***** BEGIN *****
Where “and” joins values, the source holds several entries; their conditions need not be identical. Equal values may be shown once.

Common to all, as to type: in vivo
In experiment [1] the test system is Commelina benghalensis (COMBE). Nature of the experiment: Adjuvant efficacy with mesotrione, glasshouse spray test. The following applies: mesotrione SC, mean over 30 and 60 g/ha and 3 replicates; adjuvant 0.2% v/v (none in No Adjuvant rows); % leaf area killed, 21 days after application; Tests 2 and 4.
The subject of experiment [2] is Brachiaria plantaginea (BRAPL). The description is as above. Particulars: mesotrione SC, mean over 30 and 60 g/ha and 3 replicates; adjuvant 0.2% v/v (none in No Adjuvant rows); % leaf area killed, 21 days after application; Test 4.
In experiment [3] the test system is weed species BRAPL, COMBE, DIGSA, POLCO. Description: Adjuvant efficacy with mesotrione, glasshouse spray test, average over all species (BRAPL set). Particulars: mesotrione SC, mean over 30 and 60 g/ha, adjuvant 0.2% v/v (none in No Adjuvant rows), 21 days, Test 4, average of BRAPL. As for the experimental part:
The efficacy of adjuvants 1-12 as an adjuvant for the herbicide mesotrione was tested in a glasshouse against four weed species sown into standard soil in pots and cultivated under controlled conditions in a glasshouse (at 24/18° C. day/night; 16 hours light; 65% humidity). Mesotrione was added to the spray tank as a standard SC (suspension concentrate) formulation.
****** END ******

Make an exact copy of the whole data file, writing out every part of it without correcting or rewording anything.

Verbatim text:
Where “and” joins values, the source holds several entries; their conditions need not be identical. Equal values may be shown once.

Common to all, as to type: in vivo
In experiment [1] the test system is Commelina benghalensis (COMBE). Nature of the experiment: Adjuvant efficacy with mesotrione, glasshouse spray test. The following applies: mesotrione SC, mean over 30 and 60 g/ha and 3 replicates; adjuvant 0.2% v/v (none in No Adjuvant rows); % leaf area killed, 21 days after application; Tests 2 and 4.
The subject of experiment [2] is Brachiaria plantaginea (BRAPL). The description is as above. Particulars: mesotrione SC, mean over 30 and 60 g/ha and 3 replicates; adjuvant 0.2% v/v (none in No Adjuvant rows); % leaf area killed, 21 days after application; Test 4.
In experiment [3] the test system is weed species BRAPL, COMBE, DIGSA, POLCO. Description: Adjuvant efficacy with mesotrione, glasshouse spray test, average over all species (BRAPL set). Particulars: mesotrione SC, mean over 30 and 60 g/ha, adjuvant 0.2% v/v (none in No Adjuvant rows), 21 days, Test 4, average of BRAPL. As for the experimental part:
The efficacy of adjuvants 1-12 as an adjuvant for the herbicide mesotrione was tested in a glasshouse against four weed species sown into standard soil in pots and cultivated under controlled conditions in a glasshouse (at 24/18° C. day/night; 16 hours light; 65% humidity). Mesotrione was added to the spray tank as a standard SC (suspension concentrate) formulation.